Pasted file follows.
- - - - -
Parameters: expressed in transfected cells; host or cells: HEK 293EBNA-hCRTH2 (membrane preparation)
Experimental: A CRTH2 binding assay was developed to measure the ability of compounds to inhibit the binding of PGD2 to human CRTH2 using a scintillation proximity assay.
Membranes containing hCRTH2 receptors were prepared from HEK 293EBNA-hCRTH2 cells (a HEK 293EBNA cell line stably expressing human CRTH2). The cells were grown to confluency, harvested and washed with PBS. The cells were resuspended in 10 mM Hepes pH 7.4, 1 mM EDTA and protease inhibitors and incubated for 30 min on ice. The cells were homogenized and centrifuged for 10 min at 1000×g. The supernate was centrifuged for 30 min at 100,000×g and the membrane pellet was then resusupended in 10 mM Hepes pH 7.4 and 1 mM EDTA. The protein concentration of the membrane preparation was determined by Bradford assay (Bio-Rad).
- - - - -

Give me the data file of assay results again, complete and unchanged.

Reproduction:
Parameters: expressed in transfected cells; host or cells: HEK 293EBNA-hCRTH2 (membrane preparation)
Experimental: A CRTH2 binding assay was developed to measure the ability of compounds to inhibit the binding of PGD2 to human CRTH2 using a scintillation proximity assay.
Membranes containing hCRTH2 receptors were prepared from HEK 293EBNA-hCRTH2 cells (a HEK 293EBNA cell line stably expressing human CRTH2). The cells were grown to confluency, harvested and washed with PBS. The cells were resuspended in 10 mM Hepes pH 7.4, 1 mM EDTA and protease inhibitors and incubated for 30 min on ice. The cells were homogenized and centrifuged for 10 min at 1000×g. The supernate was centrifuged for 30 min at 100,000×g and the membrane pellet was then resusupended in 10 mM Hepes pH 7.4 and 1 mM EDTA. The protein concentration of the membrane preparation was determined by Bradford assay (Bio-Rad).